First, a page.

Thursday, June 12, 2014

Book Tour: The Children of Lubrochius by Matthew D. Ryan Interview & Giveaway

The vampire, Lucian val Drasmyr, has been defeated, but not destroyed: Now he serves another evil: Korina Bolaris, a young and gifted sorceress bent on subverting the power structure of Drisdak. Only Coragan of Esperia can hope to stop them. But is even he prepared to face the dark cult who claims her as their own: the Children of Lubrochius?

  1. Where did you get the idea for the novel?
This novel is book I in a series of four books. There is a prequel to the series entitled “Drasmyr.” “Drasmyr” began as a short story that grew into a novel. That novel inspired the development of the series.  As for “The Children of Lubrochius” itself, it picks up where “Drasmyr” left off. It follows the developing career of the evil sorceress from the prequel. As such, it delves into some dark subject matter, like demons and what-have-you. The various characters have inspirations of their own. The vampire in the novel was inspired by the original Dracula story by Bram Stoker. He has many of the same powers and limitations as the legendary Count. The bounty hunter and his world view were inspired by an old college friend. The other main characters were inspired by various archetypes I wanted to explore.
  1. Your title. Who came up with it? Did you ever change your title?
I came up with the title, and yes, I did change it. Originally, the book was going to be entitled “Rise of a Dark Sorceress,” but that just seemed too commonplace. “The Children of Lubrochius,” in my opinion, is a much cooler, much more sinister sounding title, particularly if you know what it means (which you will, if you read the prequel). It refers to an ancient secret cult of demon worshipers. 
  1. Why did you pick this genre? What do you like about it?
I’ve been involved in the fantasy genre since I was a young boy. I’ve been playing Advanced Dungeons and Dragons since I was about ten and I’ve read more fantasy books than I can remember. What I like about fantasy is the escapist factor. I’ve always dreamed of living in a world with magic. Fantasy provides that. It fills me with a sense of wonder and adventure and provides an outlet I would be hard-pressed to find anywhere else.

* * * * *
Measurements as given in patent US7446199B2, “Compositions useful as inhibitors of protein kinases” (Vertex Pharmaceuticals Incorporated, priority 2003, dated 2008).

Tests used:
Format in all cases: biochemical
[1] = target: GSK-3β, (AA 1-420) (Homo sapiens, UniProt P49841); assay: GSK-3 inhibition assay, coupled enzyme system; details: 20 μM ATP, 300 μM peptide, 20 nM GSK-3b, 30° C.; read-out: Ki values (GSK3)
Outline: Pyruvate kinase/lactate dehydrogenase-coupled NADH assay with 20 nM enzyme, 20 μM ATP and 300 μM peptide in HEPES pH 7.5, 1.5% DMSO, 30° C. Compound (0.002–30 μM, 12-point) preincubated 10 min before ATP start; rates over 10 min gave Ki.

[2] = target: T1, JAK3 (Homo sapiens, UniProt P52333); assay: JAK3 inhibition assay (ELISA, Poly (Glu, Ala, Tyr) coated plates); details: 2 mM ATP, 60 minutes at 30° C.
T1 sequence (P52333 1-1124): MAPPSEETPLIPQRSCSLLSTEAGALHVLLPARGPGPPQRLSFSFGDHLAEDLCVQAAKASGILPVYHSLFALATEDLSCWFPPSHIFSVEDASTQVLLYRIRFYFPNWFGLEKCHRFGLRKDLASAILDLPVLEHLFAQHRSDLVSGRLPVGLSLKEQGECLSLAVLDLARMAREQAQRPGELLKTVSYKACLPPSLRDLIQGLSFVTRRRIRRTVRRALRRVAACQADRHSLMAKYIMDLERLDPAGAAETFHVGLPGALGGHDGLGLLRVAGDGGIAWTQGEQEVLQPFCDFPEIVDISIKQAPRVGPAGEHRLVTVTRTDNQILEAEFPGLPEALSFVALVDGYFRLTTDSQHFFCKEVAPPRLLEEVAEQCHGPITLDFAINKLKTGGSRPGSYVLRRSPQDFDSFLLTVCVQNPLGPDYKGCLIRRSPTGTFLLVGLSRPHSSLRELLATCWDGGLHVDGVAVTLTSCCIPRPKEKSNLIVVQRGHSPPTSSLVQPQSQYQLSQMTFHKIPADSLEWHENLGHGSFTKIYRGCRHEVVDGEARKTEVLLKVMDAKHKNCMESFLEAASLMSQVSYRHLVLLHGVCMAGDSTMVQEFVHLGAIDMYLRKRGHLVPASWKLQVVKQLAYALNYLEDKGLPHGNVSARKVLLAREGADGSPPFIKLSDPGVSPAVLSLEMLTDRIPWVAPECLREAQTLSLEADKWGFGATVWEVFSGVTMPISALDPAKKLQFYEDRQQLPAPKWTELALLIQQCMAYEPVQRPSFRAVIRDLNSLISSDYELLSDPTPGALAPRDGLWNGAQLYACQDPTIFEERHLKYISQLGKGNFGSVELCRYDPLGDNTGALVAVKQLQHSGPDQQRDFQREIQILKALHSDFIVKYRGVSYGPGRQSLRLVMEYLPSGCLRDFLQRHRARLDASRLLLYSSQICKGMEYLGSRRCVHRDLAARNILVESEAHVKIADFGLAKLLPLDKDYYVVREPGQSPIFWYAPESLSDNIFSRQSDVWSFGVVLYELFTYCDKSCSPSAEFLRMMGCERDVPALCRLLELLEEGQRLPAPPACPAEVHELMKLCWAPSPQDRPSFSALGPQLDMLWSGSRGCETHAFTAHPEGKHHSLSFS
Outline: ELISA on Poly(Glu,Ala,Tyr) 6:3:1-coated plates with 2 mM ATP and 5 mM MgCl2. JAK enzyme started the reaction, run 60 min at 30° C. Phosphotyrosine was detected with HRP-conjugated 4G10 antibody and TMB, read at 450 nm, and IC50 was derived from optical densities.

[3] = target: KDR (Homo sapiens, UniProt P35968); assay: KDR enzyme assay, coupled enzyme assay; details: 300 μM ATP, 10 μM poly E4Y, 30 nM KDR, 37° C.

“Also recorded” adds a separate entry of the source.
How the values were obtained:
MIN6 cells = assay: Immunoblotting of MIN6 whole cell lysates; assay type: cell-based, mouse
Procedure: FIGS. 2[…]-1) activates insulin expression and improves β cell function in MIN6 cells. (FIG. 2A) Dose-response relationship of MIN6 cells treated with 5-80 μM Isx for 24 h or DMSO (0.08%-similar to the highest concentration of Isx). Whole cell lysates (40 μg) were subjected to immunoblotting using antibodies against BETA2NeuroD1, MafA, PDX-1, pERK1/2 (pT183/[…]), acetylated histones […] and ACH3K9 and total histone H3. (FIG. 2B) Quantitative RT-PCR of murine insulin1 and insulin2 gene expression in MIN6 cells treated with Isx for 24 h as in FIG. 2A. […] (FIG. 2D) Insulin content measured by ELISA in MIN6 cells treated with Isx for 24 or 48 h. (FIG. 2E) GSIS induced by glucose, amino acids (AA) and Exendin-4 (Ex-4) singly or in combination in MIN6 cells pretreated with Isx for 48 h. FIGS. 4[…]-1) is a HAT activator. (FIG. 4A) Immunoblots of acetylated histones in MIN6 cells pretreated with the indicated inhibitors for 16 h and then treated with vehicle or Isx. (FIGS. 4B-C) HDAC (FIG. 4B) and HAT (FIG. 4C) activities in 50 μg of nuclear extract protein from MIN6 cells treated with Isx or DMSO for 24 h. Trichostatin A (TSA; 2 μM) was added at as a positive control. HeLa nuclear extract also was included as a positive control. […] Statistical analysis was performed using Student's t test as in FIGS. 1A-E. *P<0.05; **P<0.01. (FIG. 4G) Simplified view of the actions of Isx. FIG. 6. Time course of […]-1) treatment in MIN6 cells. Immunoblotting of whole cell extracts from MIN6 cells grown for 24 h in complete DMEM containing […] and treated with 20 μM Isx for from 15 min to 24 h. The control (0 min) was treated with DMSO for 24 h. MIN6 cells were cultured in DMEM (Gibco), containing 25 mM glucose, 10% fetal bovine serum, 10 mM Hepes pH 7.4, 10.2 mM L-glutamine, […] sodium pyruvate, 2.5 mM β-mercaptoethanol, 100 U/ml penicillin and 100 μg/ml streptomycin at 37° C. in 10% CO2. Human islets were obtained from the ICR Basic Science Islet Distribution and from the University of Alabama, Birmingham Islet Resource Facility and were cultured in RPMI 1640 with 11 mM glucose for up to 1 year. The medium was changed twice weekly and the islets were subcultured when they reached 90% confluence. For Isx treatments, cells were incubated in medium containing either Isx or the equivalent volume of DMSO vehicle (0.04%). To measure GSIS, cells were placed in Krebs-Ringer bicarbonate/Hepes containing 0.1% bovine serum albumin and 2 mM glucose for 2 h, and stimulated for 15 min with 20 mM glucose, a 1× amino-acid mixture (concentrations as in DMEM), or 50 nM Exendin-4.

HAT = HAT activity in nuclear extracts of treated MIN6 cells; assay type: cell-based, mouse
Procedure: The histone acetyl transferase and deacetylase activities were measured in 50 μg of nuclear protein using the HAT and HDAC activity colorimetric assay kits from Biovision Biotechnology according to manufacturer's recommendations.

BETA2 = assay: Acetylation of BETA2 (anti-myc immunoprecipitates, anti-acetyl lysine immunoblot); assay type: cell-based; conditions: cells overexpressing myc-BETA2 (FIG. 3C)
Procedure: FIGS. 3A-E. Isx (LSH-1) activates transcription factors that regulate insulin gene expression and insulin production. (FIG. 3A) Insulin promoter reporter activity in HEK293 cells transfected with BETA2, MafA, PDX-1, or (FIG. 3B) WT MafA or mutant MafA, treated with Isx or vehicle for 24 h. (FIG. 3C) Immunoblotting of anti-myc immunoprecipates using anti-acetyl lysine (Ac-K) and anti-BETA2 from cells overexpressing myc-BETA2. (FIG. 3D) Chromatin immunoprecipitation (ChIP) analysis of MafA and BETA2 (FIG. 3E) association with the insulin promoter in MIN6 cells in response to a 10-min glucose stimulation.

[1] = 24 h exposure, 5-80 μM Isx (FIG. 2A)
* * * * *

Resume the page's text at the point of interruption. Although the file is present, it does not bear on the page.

1. Since becoming a writer, what’s the most exciting thing to ever happen to you?
I enjoy the writing process, but I’ve been struggling with the marketing aspect of this career choice. However, I keep working at it and just a couple weeks ago I had a bit of success with the prequel, “Drasmyr,” (the ebook of which is free) on Amazon. For the longest time, I’ve been only getting a modest number of downloads with the occasional spike. The spikes might be as much as two hundred downloads over the course of several days which would then fall off precipitously as the book traveled down the ranks. However, I got a really big spike recently when some of my advertising kicked in: over 1000 downloads in a single day. I was ecstatic and very pleased.
  1. What book are you currently reading or what was the last book you read?
I just started reading “The Wise Man’s Fear” by Patrick Rothfuss. I read “The Name of the Wind” (book I in that series) a few months back and really found it quite enjoyable, though not as amazing as some people think it is. It’s a book that tells the tale of a real hero, Kvothe (pronounced Quothe), who is larger than life and skilled beyond belief. I kind of like that: a hero who is truly heroic in abilities. There is nothing wrong with having “normal person” heroes beset with flaws and commonplace weaknesses, but I just found it kind of refreshing to read about someone who seems to have the ability to accomplish anything at any time.
  1. What is your writing process?
It changes. I’m still trying to figure out something that will work for me consistently. For a while, I was writing 1000 words or so every Sunday, Monday, Wednesday, and Thursday morning. However, my schedule is being rearranged, so I will be limiting my fantasy writing to just Mondays, Wednesdays, and Thursdays. To compensate for the missing day, I will try to increase my word count. Of course, the true measure of the writing process is actually the time spent editing. That, although a little easier than writing the original draft, is far more critical to the final product. Unfortunately, I don’t have a set schedule for that aspect of my writing process yet. Then again, I might not need a set schedule for such.
  1. At a book signing, do you just sign your name or do you write a note? How do you come up with stuff to say? 
I prefer to sign my name and write a little note of some sort. As to what I say, I ask the owner of the book if they want me to say something, or, depending upon who it is and if I know them or not, I choose from a small collection of sayings that I have in my head. One of my favorites is: “Vampires weren’t meant to be sexy!” I’m fond of that because my vampire, Drasmyr, is based on the Dracula prototype and is definitely not intended to be a love interest. He is more the cold-hearted, cruel killer of yesteryear.
  1. What is something people would be surprised to know about you?